Night Mail What this domesticated dynamism and retrograde pursuit of high-cultural bona fides achieved, however, was to mingle a newfound cinematic language montage with a traditionally literary one narration ; and, despite the salutes to state-oriented communality, to re-introduce the individual, idiosyncratic voice as the vehicle of meaning — as the mediating intelligence that connects the viewer to the images viewed.
It is, of course, with the seminal post-war collaborations between Marker and Alain Resnais that the essay film proper emerges. This also marks the point where the revolutionary line of the Soviets and the soft, statist liberalism of the British documentarians give way to a more free-floating but staunchly oppositional leftism, one derived as much from a spirit of humanistic inquiry as from ideological affiliation.
Originally conceived as commissions by various French government or government-affiliated bodies, the Resnais-Marker films famously ran into trouble from French censors: Les statues meurent aussi for its condemnation of French colonialism, Night and Fog for its shots of Vichy policemen guarding deportation camps; the former film would have its second half lopped off before being cleared for screening, the latter its offending shots removed.
Night and Fog Appropriately, it is at this moment that the emphasis of the essay film begins to shift away from tactile presence — the whirl of the city, the rhythm of the rain, the workings of industry — to felt absence. The montagists had marvelled at the workings of human creations which raced ahead irrespective of human efforts; here, the systems created by humanity to master the world write, in their very functioning, an epitaph for those things extinguished in the act of mastering them.
To overstate the case, loss is the primary motor of the modern essay film: The image and sound captured at the time of filming offer one facet of reality; it is only with this lateral move outside that reality that the future reality it conceals can speak.
What will distinguish the essay film, as Bazin noted, is not only its ability to make the image but also its ability to interrogate it, to dispel the illusion of its sovereignty and see it as part of a matrix of meaning that extends beyond the screen.
No less than were the montagists, the film-essayists seek the motive forces of modern society not by crystallising eternal verities in powerful images but by investigating that ever-shifting, kaleidoscopic relationship between our regime of images and the realities it both reveals and occludes.
Occasionally the filmmakers remind us of the sea, the birds, the wind in the trees but mostly they contrast people: As often, women bear the brunt of any critique of bourgeois consumption: The message is clear, even if it has not been heeded by history.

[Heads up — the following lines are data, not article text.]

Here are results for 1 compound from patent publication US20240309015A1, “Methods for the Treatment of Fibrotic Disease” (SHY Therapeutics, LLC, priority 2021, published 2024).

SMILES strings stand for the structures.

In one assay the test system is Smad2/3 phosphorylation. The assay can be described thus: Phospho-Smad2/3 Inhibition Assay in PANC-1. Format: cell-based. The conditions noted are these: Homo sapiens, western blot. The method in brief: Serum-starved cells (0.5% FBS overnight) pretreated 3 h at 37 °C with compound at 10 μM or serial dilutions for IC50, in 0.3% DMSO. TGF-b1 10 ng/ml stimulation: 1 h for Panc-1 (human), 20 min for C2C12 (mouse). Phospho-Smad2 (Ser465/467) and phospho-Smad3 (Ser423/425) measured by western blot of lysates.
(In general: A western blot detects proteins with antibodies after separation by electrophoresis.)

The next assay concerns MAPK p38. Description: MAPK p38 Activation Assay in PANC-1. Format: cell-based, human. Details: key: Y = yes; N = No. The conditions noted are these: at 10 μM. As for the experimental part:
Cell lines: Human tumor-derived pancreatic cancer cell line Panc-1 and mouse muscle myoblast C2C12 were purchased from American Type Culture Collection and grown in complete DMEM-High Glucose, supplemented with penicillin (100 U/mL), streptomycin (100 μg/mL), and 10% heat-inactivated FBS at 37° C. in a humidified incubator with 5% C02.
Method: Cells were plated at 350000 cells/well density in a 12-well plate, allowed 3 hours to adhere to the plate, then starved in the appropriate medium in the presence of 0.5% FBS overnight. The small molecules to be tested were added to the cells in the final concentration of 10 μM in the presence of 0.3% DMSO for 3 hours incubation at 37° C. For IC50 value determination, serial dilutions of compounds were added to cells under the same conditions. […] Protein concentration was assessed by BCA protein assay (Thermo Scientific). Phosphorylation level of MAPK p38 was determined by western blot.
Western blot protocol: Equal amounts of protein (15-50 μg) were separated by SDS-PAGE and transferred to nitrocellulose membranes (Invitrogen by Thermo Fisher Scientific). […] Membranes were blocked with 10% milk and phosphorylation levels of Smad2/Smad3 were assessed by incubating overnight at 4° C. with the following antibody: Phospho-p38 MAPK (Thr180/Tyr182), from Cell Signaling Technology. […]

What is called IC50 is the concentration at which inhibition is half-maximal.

The subjectivity and speculative approach maintained throughout are more akin to the essay tradition than traditional propaganda in their rejection of mere glib conveyance of information or thunderous hectoring.
Instead Jennings invites us quietly to observe the nuances of everyday life as Britain enters the final chapter of the war. Against the momentous political backdrop, otherwise routine, everyday activities are ascribed new profundity as the Welsh miner Geronwy, Alan the farmer, Bill the railway engineer and Peter the convalescent fighter pilot go about their daily business.
He worked across film, painting, photography, theatrical design, journalism and poetry; in Diary his protean spirit finds expression in a manner that transgresses the conventional parameters of wartime propaganda, stretching into film poem, philosophical reflection, social document, surrealistic ethnographic observation and impressionistic symphony.
Managing to keep to the right side of sentimentality, it still makes for potent viewing.Many of these film parties were held over in Queens, at the house of a high school classmate who would later become their best-known “movie star”: Donna Kerness.
Remove the high-modernist sense of mission and we can see this same dynamic as animating the essay film – recall that last, parenthetical term in Gorin’s formulation of the essay film, “multiply[ing] the entries and the exits into the material it has elected (or by which it has been elected)”.
To understand Lupino’s work as both actress and director, one must consider the events that shaped her life. Stanley Lupino, Ida’s father, was a star of the British “West End” theatre and often wrote the plays he appeared in. Ida Lupino’s second cousin was the famed Lupino Lane, a music.
NEW YORK (AP) — An upcoming film series at Lincoln Center asks a provocative question: Is there such a thing as a "female gaze" in movies? The perspective by which women are often seen, sexualized and objectified by men — consciously or not — in Hollywood films is known as the "male gaze," a term Laura Mulvey coined in a famous essay.
Film criticism matters! Shout it from the rooftops. That said, there seems to be a common misconception about what film criticism even is.
An informative new film criticism video essay attempts to. Hi David, great and generous analysis of film set dynamics here. I have read through this a few times, and the part where you describe giving Winona a look she likely hadn’t experienced “this side of dinner theater” gets me every time.